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Meaningful Acts of Easily Forgotten Kindness
I have been on Facebook for a few years. It started as a way to oversee and engage with my children when they first joined Facebook. I am not a fanatic, but I do enjoy the occasional interaction with a friend or reconnecting with someone from high school or college that I have not spoken to in thirty years! I recently reconnected with a former college student from my days as a campus minister. He sent me this message:
Tim, I do not know if you remember me from your campus ministry days. I just wanted to let you know that you gave me my first Bible. This story is dear to me and I tell it often: You were making an announcement about free Bibles for kids in low-income neighborhoods. I had just become a Christian through a retreat the week before. I asked you if I could have one of those Bibles and you gave it to me. I read one chapter every night during that semester and wept over the pages. I just wanted to thank you for being faithful. It changed my life!
Wow, all I did was hand this student a Bible! Thankfully, he said that it wasn’t me who changed his life; reading God’s word changed him. Yet God involved me in getting a Bible into this young man’s hands. It was such a simple act on my part, not even remotely heroic. But it was an opportunity and I could have responded differently. I could have acted on these thoughts, “These are for the kids, not you.” Or, “Can’t you afford to buy one? You aren’t in our target population.” By God’s grace, I didn’t. I stretched out my arm and handed him a Bible. That’s it.
So why do I share that story? It certainly doesn’t lend itself to my own fame and personal glory. I share it because this simple encounter highlights something that we emphasize at CCEF: you don’t have to be a formal counselor to have deep impact in people’s lives. Why would someone who works for an organization that seeks to equip wise counselors emphasize this? Because it is biblical! Formal counselors are needed, but the body of Christ is a powerful community and God uses everyone in many different ways.
I teach a class that takes all of what we believe at CCEF and stresses how we have countless opportunities to incarnate the grace of Christ on any given day, within the context of our daily relationships. You don’t need a formal degree in counseling or an office with stated hours of operation to help and encourage others. During the first class, I ask students this question, “Who has had significant influence in your life?” You would be astounded to know that I hear the same answers year after year. It never changes! Some of the usual suspects are a parent, relative, friend, Bible study leader, sibling, or informal mentor. Very common people.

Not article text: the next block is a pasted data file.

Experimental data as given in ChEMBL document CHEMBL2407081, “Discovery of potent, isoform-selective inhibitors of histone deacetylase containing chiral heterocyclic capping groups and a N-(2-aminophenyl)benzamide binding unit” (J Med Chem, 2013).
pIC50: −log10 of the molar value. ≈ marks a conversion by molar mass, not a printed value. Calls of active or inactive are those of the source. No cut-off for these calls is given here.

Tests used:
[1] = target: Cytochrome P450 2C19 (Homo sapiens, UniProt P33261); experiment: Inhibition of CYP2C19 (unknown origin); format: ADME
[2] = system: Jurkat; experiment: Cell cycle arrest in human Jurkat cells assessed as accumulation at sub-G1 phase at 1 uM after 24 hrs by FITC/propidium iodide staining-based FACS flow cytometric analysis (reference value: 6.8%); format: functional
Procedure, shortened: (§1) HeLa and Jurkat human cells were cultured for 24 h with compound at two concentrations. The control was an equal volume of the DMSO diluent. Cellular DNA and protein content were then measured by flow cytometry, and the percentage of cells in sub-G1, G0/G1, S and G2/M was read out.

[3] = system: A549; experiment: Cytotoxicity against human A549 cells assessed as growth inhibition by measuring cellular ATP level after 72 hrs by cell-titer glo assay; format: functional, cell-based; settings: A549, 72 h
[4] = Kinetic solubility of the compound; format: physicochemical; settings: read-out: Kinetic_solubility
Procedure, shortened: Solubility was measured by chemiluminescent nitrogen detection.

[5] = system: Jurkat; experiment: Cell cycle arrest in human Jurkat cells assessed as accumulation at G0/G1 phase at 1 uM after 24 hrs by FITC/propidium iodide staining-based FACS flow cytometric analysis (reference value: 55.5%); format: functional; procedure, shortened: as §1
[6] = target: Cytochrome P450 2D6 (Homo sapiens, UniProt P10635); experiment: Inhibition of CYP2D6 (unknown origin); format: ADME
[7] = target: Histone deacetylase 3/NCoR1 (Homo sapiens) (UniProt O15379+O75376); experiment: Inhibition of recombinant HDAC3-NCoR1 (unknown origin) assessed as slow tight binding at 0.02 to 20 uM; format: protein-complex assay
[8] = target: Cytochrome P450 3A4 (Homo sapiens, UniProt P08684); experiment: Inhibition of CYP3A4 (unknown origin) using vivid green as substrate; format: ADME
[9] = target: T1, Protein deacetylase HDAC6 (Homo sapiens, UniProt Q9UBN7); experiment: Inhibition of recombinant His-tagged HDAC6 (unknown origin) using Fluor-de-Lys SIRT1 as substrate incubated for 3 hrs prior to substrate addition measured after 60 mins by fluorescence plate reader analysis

I then ask students to describe ways the person wielded influence. I commonly hear responses about patience, humility, gentleness, kindness, vibrant faith in Christ in the face of hardship, pursuing love, or compassion for hurting people. Very common virtues.
It is rare that anyone names a formal counselor or even a pastor. You will get the occasional youth leader, probably because that is such a formative season of life.
These consistent responses reveal that God delights in using ordinary people who exhibit simple gospel virtues. This is where God does his miraculous work as he quietly and persistently builds his kingdom.
Let me tell you about one person who impacted my life in a miraculous way. Mr. Prince was an elderly southern gentleman who taught me when I was in junior high Sunday School. That’s light. Mr. Prince was brave enough to take on a class of ten junior high boys and teach them week after week. Can you imagine what it must have been like to teach junior high boys the Bible? We would fidget and joke with one another within three feet of Mr. Prince, somehow thinking he couldn’t see us! Occasionally, Mr. Prince would say in a calm southern voice,
“Boys, I want you to listen to Mr. Prince. He loves you and wants you to grow up to love Jesus.” Understand that Mr. Prince was no pushover. He owned his own business and was well acquainted with the push and pull of life. But he was calm, gentle, and patient with us week after week. When I didn’t show up one Sunday, he would send me a card saying he had missed me.
I look back and wonder what I might have done if Mr. Prince had come down hard on our boyish antics. It is highly likely that I would not have come back or used it as an excuse to keep God at arm’s length (as if we can really do that!). Instead, he loved us well by showing up week after week, exhibiting simple, yet miraculous, gentleness and patience. I remember these things about Mr. Prince—these very relational, personal demonstrations of love—yet I don’t remember anything he actually taught us! His love for us is the enduring take-away from my days in junior high Bible study. More than anything else, his love is what spoke the loudest. I think he knew that.
So, who influenced you? Or better still, who are you influencing?
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